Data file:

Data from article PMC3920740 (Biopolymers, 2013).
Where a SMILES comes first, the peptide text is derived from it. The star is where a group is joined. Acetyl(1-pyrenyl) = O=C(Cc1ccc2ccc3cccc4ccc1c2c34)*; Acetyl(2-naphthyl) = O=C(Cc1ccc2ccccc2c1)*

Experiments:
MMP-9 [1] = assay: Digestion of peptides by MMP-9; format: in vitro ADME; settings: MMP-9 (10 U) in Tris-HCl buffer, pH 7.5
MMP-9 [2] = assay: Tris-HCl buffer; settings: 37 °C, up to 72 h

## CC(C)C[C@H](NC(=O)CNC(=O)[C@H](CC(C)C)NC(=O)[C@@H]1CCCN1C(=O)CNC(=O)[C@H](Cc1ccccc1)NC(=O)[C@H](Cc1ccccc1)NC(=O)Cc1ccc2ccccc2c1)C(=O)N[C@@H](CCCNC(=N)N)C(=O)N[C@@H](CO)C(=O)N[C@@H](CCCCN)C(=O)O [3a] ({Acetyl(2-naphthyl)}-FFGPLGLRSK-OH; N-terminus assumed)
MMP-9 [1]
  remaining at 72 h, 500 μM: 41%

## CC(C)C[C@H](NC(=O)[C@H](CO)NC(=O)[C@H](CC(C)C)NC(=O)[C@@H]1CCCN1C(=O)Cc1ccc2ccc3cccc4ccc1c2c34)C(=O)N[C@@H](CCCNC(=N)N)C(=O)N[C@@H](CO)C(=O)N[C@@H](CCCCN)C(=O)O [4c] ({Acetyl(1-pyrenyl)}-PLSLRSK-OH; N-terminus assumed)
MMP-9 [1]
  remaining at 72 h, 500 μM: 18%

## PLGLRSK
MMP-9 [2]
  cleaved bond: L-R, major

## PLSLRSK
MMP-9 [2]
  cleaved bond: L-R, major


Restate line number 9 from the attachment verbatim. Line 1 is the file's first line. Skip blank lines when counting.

## CC(C)C[C@H](NC(=O)[C@H](CO)NC(=O)[C@H](CC(C)C)NC(=O)[C@@H]1CCCN1C(=O)Cc1ccc2ccc3cccc4ccc1c2c34)C(=O)N[C@@H](CCCNC(=N)N)C(=O)N[C@@H](CO)C(=O)N[C@@H](CCCCN)C(=O)O [4c] ({Acetyl(1-pyrenyl)}-PLSLRSK-OH; N-terminus assumed)